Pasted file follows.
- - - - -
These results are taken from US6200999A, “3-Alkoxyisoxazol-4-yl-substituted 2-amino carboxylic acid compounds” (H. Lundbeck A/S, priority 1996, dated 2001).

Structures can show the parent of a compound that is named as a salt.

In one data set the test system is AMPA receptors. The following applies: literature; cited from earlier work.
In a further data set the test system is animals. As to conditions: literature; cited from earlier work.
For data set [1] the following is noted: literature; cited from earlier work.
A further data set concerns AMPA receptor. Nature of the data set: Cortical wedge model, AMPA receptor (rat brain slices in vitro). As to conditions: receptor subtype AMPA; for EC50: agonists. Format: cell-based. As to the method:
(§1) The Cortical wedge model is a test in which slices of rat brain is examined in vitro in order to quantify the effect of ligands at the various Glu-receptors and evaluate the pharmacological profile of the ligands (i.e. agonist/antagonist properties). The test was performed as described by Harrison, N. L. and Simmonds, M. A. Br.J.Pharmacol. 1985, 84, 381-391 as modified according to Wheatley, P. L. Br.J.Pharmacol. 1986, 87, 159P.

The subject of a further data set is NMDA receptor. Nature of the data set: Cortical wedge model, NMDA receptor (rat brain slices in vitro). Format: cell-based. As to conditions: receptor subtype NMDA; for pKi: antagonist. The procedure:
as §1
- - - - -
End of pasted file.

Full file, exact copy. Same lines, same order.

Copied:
These results are taken from US6200999A, “3-Alkoxyisoxazol-4-yl-substituted 2-amino carboxylic acid compounds” (H. Lundbeck A/S, priority 1996, dated 2001).

Structures can show the parent of a compound that is named as a salt.

In one data set the test system is AMPA receptors. The following applies: literature; cited from earlier work.
In a further data set the test system is animals. As to conditions: literature; cited from earlier work.
For data set [1] the following is noted: literature; cited from earlier work.
A further data set concerns AMPA receptor. Nature of the data set: Cortical wedge model, AMPA receptor (rat brain slices in vitro). As to conditions: receptor subtype AMPA; for EC50: agonists. Format: cell-based. As to the method:
(§1) The Cortical wedge model is a test in which slices of rat brain is examined in vitro in order to quantify the effect of ligands at the various Glu-receptors and evaluate the pharmacological profile of the ligands (i.e. agonist/antagonist properties). The test was performed as described by Harrison, N. L. and Simmonds, M. A. Br.J.Pharmacol. 1985, 84, 381-391 as modified according to Wheatley, P. L. Br.J.Pharmacol. 1986, 87, 159P.

The subject of a further data set is NMDA receptor. Nature of the data set: Cortical wedge model, NMDA receptor (rat brain slices in vitro). Format: cell-based. As to conditions: receptor subtype NMDA; for pKi: antagonist. The procedure:
as §1